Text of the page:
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Cerulean Warbler

From a couple days ago - Mourning Dove carrying nesting material: And a Cedar Waxwing:

I'll start with this one

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This owl was having a wonderful discussion with it's mate in the tree next to it.  There were 6 of us looking in that tree for the mate and we didn't see it.   Sometimes owls can seem invisible!

 

Great Horn 1 (1 of 1)

 

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On 2/11/2020 at 3:15 PM, akandula said:

@pictaker, the incoming black feathering around your merganser’s eye makes it a young male transitioning into adult plumage.

Although I tend to agree with you, Both Immature males and females can have the black feathers till their first adult molt. I was corrected many times by senior "birders" on this. The fact that this bird was with a mature male who actually was trying to mount it (and was successful once)makes me call it a female...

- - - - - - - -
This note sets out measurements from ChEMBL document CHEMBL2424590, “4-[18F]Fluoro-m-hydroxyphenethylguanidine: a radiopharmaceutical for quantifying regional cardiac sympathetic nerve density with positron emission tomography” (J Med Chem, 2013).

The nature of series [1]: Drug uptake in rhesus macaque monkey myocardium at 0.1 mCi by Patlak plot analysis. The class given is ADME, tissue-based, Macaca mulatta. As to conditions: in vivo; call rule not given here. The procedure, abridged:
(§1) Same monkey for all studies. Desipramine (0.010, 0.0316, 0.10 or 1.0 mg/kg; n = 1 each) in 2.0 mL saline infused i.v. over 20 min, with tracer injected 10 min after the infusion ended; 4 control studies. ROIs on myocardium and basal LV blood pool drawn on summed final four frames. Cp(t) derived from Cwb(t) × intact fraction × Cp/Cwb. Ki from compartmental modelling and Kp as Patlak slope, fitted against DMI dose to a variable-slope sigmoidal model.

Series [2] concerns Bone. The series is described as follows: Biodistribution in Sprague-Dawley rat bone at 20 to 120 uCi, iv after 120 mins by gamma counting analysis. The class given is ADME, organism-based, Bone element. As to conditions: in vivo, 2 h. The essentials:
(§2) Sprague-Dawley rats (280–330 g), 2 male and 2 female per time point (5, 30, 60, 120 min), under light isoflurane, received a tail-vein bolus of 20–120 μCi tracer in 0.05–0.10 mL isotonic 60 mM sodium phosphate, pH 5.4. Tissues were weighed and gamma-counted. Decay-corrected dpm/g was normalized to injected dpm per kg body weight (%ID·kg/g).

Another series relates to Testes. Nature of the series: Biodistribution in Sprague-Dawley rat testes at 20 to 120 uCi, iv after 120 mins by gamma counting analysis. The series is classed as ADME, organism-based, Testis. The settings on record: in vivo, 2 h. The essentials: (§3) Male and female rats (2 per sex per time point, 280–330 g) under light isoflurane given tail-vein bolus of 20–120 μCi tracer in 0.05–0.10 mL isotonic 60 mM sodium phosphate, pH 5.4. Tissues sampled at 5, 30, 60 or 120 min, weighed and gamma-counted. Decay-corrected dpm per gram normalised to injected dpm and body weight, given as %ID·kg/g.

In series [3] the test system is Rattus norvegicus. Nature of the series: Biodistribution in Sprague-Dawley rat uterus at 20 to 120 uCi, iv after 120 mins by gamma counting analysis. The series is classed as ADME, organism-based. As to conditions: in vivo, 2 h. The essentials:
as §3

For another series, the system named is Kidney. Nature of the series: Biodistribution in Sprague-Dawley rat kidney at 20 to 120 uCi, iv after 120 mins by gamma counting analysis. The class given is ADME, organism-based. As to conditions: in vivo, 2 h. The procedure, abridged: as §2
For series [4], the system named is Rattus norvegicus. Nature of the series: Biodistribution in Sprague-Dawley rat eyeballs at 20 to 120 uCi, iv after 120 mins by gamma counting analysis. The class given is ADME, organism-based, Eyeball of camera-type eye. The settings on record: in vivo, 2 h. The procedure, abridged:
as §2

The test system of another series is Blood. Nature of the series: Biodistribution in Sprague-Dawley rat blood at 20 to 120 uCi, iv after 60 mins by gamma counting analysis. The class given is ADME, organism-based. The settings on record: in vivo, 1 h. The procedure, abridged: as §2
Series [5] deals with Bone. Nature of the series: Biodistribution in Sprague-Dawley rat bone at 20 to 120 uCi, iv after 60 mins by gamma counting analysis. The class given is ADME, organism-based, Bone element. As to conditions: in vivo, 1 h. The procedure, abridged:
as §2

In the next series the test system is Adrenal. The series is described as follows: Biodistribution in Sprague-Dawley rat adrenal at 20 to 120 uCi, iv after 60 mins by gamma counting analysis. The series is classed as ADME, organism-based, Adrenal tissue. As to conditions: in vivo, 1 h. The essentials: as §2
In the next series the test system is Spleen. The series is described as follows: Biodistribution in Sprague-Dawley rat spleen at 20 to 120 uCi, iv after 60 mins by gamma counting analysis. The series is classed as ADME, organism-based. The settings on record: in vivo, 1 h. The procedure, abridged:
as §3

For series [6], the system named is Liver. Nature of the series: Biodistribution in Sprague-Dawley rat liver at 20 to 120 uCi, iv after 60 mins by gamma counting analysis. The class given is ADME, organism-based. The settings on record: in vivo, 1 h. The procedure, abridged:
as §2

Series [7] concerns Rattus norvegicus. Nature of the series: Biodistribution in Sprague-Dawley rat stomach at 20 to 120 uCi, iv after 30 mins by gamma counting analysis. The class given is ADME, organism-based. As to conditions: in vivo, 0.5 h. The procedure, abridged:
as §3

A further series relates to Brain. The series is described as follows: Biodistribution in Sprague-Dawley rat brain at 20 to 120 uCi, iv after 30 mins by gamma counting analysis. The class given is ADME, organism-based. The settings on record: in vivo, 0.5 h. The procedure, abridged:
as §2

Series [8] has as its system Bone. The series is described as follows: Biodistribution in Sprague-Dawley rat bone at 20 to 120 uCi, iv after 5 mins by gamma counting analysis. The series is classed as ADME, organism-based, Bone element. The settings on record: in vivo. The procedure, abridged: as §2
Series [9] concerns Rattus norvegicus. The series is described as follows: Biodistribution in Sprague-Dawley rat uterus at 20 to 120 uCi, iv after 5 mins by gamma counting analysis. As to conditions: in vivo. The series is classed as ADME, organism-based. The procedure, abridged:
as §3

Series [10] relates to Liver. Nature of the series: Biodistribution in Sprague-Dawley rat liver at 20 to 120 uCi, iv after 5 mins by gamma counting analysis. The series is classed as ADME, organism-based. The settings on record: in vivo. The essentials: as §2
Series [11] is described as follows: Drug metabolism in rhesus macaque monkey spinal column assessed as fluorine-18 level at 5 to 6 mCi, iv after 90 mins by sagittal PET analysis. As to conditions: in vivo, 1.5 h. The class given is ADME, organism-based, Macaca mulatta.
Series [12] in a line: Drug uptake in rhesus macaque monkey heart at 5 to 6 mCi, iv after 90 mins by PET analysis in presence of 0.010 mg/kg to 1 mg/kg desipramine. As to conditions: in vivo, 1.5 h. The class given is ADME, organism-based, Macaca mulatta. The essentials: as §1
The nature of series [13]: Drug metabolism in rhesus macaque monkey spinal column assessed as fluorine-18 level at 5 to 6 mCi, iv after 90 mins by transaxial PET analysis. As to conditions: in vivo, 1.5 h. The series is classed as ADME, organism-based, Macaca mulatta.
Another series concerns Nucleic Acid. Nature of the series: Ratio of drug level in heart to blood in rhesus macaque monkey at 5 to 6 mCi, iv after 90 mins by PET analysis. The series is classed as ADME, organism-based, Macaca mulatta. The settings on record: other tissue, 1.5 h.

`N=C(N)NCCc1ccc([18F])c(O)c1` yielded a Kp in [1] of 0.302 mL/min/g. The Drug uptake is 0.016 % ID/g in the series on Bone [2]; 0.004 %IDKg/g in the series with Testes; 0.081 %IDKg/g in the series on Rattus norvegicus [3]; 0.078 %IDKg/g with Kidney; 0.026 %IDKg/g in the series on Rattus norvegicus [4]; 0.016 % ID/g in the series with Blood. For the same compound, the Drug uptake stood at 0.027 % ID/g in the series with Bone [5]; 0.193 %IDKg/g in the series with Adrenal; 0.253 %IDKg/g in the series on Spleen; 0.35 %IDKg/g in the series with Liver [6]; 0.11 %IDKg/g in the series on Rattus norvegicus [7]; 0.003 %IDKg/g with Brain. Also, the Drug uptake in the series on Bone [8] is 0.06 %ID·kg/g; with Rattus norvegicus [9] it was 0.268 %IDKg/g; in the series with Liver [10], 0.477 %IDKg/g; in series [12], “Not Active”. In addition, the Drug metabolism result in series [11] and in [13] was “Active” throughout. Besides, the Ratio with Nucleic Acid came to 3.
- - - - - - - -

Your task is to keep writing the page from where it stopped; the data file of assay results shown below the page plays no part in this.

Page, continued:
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2 hours ago, pictaker said:

Although I tend to agree with you, Both Immature males and females can have the black feathers till their first adult molt. I was corrected many times by senior "birders" on this. The fact that this bird was with a mature male who actually was trying to mount it (and was successful once)makes me call it a female...

That's really interesting. @Tony Leukering said in his article that "While you are looking at the eyes, note the color of the nearby plumage. The plumage around the eyes is among the first adult head plumage grown by first-year males transitioning to adult plumage, and any distinctly dark plumage there identifies the bird as a male." 

That's why I was arguing male. There's clearly distinct dark feathering near the eye and on the throat. Jay McGowan's checklist has an adult female that look identical to your bird. So, if your bird is really a female, is there a definitive way of sexing these plumage-types (without behavior observations)?

Very curious to see what Tony has to say. Really nice shot, by the way.

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